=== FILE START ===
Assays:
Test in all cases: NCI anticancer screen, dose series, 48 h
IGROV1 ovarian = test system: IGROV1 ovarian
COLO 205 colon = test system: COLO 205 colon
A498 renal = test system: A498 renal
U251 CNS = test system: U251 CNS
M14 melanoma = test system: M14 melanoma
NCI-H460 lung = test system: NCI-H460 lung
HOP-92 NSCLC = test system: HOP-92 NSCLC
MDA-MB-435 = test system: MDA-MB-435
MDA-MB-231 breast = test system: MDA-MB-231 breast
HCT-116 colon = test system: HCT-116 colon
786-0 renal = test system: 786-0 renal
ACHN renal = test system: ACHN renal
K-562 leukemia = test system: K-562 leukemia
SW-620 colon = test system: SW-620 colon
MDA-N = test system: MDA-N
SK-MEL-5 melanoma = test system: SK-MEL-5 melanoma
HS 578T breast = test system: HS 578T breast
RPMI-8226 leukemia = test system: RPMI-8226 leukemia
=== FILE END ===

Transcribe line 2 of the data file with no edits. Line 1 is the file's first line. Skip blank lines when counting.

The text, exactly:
Test in all cases: NCI anticancer screen, dose series, 48 h